Pennsylvania Clinton delegates anticipate solidarity — with a dash of bitterness

Former Philadelphia Councilwoman Marian Tasco says she expects most Sanders supporters will unify behind Hillary Clinton. (Kimberly Paynter/WHYY)

Former Philadelphia Councilwoman Marian Tasco says she expects most Sanders supporters will unify behind Hillary Clinton. (Kimberly Paynter/WHYY)

After accepting her party’s nomination to be the Democratic candidate for president Thursday night, Hillary Clinton will rally Friday at Temple University.

Then she’s off on a bus tour of Pennsylvania, a swing state where Democrats will have to take the energy they gathered at the convention back to their communities.

Seated in the front and center section of the convention floor Thursday night, Pennsylvania’s Democratic delegates said they’re mostly united around Clinton.

But Bernie Sanders delegate Pete Winebrake, an attorney who represents workers on wage claim lawsuits, said he worries Clinton will ignore issues of income inequality in the effort to court moderate Republicans.

“I know a lot about my working clients who are struggling to survive on $8, $9, $10 an hour,” he said. “It’s just not realistic that someone could have any semblance of even a working class life.”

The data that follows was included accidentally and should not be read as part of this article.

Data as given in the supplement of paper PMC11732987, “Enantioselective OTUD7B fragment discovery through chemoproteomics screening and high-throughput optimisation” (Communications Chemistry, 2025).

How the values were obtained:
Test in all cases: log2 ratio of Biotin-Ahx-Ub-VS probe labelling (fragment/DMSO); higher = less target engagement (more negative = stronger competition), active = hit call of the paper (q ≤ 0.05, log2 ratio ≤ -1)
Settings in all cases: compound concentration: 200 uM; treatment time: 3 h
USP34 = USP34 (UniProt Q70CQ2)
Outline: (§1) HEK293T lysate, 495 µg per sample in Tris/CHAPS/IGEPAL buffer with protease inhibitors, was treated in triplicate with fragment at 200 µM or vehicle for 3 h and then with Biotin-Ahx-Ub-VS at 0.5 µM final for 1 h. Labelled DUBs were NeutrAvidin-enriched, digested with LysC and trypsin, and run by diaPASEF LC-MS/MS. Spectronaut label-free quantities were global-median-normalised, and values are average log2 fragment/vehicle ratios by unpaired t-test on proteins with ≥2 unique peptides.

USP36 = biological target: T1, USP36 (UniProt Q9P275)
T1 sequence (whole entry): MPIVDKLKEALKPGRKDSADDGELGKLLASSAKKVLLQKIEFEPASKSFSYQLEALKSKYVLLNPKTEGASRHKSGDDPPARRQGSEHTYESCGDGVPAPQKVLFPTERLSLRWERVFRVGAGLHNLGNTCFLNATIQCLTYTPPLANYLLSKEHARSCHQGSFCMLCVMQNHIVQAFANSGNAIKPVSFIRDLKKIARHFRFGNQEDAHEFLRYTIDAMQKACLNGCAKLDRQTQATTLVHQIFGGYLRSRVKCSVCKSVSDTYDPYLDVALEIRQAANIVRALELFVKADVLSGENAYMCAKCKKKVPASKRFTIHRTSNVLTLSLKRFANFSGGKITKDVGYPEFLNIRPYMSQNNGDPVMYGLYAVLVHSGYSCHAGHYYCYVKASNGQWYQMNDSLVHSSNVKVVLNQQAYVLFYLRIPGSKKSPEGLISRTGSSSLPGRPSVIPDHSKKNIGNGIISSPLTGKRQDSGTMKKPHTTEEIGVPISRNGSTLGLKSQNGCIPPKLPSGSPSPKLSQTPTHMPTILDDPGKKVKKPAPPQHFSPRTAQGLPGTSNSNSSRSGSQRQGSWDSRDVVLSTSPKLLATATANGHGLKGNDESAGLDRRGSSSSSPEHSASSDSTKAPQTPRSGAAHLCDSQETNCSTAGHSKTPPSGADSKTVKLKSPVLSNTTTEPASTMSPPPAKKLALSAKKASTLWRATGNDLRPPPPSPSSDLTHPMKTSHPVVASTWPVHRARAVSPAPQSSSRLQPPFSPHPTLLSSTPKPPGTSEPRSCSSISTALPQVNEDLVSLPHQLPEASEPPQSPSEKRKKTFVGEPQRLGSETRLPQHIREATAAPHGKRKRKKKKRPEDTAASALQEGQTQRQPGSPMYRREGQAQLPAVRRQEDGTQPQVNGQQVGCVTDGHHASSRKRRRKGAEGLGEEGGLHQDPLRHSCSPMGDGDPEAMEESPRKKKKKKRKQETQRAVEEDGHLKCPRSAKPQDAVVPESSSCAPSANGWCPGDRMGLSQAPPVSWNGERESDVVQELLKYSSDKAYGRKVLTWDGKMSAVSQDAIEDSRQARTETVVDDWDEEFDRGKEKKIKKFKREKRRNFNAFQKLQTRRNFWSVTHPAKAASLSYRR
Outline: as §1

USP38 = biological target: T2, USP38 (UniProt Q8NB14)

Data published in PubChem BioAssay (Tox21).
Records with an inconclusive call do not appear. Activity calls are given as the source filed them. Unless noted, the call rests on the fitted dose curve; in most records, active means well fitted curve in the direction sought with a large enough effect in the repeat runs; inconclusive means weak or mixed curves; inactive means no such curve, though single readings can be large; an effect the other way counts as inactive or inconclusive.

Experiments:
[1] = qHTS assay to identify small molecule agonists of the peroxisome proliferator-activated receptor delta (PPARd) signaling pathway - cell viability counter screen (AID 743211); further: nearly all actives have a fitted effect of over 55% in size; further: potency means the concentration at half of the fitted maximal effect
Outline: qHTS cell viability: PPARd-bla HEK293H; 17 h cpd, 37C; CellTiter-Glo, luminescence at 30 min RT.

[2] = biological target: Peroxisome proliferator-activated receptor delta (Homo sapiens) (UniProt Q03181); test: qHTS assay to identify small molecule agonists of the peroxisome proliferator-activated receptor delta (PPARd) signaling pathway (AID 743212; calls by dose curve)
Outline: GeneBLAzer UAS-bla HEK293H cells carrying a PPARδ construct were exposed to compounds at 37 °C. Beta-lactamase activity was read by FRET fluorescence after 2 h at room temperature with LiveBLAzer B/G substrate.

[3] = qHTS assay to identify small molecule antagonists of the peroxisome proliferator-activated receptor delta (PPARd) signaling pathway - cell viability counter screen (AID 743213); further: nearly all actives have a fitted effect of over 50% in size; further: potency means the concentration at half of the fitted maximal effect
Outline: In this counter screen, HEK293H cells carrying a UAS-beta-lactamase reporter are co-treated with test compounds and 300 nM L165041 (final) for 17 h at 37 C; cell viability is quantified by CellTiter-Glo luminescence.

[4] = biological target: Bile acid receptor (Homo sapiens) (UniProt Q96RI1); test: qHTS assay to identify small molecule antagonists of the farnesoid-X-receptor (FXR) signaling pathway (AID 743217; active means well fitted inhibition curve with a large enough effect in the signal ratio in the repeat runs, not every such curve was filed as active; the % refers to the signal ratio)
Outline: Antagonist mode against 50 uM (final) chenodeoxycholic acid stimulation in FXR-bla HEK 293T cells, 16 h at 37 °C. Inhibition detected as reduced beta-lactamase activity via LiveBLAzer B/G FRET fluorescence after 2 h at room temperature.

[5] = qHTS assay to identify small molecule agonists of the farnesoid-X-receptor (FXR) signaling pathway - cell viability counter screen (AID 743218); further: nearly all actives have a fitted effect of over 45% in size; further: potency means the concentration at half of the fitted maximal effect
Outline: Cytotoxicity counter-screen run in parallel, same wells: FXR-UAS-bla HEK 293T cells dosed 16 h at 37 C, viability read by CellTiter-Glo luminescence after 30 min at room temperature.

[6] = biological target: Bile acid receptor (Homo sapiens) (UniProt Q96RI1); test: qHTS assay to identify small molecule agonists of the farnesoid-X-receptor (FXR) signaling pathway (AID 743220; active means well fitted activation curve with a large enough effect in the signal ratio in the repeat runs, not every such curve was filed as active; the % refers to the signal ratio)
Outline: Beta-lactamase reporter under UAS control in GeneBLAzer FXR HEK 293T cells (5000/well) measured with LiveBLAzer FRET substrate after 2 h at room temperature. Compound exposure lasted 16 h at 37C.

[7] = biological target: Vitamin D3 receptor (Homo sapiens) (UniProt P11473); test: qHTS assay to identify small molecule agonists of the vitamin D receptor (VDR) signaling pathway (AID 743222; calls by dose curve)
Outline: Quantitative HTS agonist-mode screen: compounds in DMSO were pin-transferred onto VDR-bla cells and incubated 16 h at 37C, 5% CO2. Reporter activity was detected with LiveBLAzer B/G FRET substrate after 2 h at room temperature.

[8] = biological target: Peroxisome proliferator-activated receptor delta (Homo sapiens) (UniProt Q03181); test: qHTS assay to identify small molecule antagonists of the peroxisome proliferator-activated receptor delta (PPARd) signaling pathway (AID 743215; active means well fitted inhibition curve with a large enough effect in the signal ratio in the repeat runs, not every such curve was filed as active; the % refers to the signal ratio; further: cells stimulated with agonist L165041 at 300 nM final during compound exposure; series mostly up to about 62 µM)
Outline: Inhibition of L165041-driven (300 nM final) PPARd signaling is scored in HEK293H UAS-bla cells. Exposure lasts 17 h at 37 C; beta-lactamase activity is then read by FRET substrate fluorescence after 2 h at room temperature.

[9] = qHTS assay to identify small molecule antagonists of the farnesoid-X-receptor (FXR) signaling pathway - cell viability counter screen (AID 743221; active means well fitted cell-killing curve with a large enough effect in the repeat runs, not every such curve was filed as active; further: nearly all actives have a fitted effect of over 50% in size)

While Winebrake said he intends to vote for Clinton, he said he isn’t sure he will actively campaign for her.

Some disappointed Sanders supporters have vowed they will never vote for Clinton.

And that’s OK, said former Philadelphia City Councilman Marian Tasco.

“You know, you’re always gonna have some diehards who really fought for Bernie Sanders, for what they believed in, and they won’t come over,” she said. “I don’t believe we’ll get 100 percent. But we’ll take 90 percent.”

In order to win Pennsylvania, Tasco said, Clinton will need to do well in Philadelphia. So the former city lawmaker will meet with party officials next week to set a strategy for getting out the Democratic vote in the city.

Further afield, Chuck Pascal will be doing his part to drum up votes for Clinton in Armstrong County.  Many voters in the rural area north of Pittsburgh are expected to support Republican Donald Trump. But Pascal, who was a Sanders delegate, said his goal is to make sure Clinton gets as many votes as possible.

“I think things are going fine right now. In terms of Pennsylvania in particular, I’d say 99 percent of the Bernie delegates are united behind Clinton at this point,” he said.

Pennsylvania is a key state for Clinton, and she and her surrogates are likely to be in the area often between now and November.

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